I am frequently asked about my opinion regarding effective job analysis – gathering, reviewing, and analyzing job tasks and responsibilities. There is a school of thought that one must witness the job duties being performed in order to validate job description content. Many of you may have been involved in what HR professionals refer to as “desk audits” where employees are observed doing their jobs at different times of the day and days of the week and track what they do and for how long. In addition, managers are interviewed regarding their view of the job responsibilities.
This is a time-consuming task for one job – imagine doing this for several hundred or thousand! However, this approach is effective when there is a dispute over the job duties and/or the FLSA classification. In those instances, it is time well spent to do a thorough review of what the job entails. I recently had a client’s outside council conduct desk audits on all jobs that the client deemed “grey” regarding FLSA classification. Taking the time to conduct that due diligence proved to be a valuable exercise in understanding the level of responsibility and tasks performed when providing their FLSA recommendation.
With job description software readily available in 2019 (JDXpert by HRTMS is my product of choice), I prefer a more automated approach to job analysis. I always like to provide a draft description for job reviewers. I have found that if you give an employee/manager a blank document and ask them to write a job description, you are likely to never hear back from them again! Ever! If you sit down with an employee/manager and ask them what they do, you don’t get much more. However, if you provide a starting point (draft), you will receive a much better product. I have received edits back on drafts where almost everything was changed – almost a complete re-write. Yet when I provided that same manager an initial blank job content questionnaire, I received nothing! Human nature is that editing is preferential to writing.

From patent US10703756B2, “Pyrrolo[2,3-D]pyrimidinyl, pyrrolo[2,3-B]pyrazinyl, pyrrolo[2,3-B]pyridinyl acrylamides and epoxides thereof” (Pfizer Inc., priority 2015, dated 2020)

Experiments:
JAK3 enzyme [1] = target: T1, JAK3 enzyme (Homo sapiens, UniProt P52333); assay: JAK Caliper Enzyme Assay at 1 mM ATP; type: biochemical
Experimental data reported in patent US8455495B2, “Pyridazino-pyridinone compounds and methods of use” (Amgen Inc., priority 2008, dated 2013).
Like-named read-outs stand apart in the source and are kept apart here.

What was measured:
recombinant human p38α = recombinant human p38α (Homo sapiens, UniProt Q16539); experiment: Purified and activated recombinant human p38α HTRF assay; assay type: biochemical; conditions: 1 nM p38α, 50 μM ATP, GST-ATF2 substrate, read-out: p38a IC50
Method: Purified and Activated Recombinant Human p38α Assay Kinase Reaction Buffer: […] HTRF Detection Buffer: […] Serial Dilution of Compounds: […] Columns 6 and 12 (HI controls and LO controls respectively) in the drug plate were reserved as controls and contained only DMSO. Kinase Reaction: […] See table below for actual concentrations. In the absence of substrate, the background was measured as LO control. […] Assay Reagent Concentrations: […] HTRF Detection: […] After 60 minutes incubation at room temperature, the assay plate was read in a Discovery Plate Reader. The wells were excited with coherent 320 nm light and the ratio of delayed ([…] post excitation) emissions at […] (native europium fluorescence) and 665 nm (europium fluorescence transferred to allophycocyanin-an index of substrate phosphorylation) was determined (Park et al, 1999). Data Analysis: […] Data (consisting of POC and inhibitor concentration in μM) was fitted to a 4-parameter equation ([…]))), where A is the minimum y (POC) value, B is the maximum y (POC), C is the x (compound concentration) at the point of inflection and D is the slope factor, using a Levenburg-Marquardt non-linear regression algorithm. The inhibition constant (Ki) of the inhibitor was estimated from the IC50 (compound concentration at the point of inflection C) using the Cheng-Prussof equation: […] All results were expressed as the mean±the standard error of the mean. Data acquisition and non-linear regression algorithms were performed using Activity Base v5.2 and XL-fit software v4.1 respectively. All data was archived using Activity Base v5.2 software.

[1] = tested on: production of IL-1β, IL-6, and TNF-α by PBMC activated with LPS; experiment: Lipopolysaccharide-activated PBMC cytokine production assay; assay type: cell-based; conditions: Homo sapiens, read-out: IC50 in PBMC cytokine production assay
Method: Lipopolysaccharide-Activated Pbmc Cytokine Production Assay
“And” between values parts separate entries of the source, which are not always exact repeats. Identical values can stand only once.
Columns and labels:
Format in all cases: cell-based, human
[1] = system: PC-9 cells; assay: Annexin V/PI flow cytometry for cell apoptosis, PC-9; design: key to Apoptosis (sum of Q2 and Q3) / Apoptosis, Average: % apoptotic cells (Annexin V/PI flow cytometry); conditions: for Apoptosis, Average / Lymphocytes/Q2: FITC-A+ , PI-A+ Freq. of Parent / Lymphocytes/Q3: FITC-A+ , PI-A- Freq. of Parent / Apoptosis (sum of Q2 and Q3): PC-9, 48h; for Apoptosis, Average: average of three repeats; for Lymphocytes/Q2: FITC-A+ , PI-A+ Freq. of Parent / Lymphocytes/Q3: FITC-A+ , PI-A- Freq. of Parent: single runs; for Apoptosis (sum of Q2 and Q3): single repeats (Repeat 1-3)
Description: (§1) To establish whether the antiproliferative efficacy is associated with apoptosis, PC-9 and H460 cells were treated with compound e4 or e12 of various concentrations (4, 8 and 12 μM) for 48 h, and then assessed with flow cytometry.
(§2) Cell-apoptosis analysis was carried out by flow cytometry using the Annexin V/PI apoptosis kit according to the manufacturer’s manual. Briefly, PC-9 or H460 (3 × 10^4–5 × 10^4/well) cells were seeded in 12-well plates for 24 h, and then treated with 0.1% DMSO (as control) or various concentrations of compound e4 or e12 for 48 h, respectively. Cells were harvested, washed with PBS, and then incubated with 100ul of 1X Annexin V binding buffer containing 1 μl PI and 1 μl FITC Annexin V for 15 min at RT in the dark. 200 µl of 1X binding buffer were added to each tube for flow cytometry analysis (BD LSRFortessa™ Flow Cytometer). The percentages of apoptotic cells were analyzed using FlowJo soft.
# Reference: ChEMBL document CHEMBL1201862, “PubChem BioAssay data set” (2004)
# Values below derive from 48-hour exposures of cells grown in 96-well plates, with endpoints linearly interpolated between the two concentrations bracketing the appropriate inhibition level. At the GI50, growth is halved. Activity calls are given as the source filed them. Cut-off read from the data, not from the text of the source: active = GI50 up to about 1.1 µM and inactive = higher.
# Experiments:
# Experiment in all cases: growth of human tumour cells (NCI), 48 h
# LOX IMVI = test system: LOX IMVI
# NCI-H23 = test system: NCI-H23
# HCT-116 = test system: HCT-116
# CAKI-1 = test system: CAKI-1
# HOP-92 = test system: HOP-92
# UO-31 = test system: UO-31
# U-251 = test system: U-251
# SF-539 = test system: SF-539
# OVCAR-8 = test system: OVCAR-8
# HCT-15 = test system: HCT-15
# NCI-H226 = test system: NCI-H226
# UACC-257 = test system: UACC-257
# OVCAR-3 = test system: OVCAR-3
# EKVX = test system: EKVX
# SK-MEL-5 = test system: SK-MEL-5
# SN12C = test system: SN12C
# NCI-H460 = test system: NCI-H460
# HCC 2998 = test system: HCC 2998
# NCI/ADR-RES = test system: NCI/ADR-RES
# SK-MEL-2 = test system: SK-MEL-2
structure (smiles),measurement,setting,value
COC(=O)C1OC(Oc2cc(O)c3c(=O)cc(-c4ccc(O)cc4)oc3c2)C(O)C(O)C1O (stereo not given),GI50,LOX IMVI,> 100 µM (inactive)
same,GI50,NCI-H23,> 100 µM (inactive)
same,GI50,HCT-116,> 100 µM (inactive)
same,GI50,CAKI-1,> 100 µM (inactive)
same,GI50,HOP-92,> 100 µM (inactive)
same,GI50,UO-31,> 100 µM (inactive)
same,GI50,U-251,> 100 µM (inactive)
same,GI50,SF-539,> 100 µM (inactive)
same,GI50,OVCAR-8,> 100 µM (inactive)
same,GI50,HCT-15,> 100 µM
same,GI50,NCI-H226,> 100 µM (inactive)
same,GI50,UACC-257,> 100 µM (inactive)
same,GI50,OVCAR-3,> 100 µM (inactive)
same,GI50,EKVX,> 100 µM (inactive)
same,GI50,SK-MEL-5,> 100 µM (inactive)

I “distribute” these drafts through the job description software. This allows all edits to be provided online and can be attached to a workflow if additional reviewers need to review/edit and final review is conducted by HR – typically Compensation. JDXpert allows all reviewers to see each other’s edits and higher-level reviewers can make changes to previously provided content. This can be done at the reviewer’s “leisure” – the product is cloud-based and available 24/7.
A more personalized approach is to conduct workshops where all reviewers attend job editing sessions. A facilitator is available to go over job editing basics and provide training on the job description software. The facilitator remains in the room while reviewers edit content on their laptops and provides support, answer questions or assist with software navigation.
This latter approach is becoming the norm. It is a hybrid between the old-school desk audit and the complete online methodology. It provides face-to-face interaction and allows reviewers to receive some training and the ability to ask questions and get assistance real-time.
Whatever approach you take, job analysis is critical to ensuring that your job descriptions are accurate, compliant, and useful.
Meet The Comp Chick
The Comp Chick, aka, Jennifer Peacock has more than 25 years of diverse experience in human resources ranging from consulting to corporate HR leadership. She started The Comp Chick blog as a way to show her peers that Compensation doesn't have to be boring or difficult.
The Comp Chick, aka, Jennifer Peacock has more than 25 years of diverse experience in human resources ranging from consulting to corporate HR leadership. She started The Comp Chick blog as a way to show her peers that Compensation doesn't have to be boring or difficult. All information included in this blog is opinion.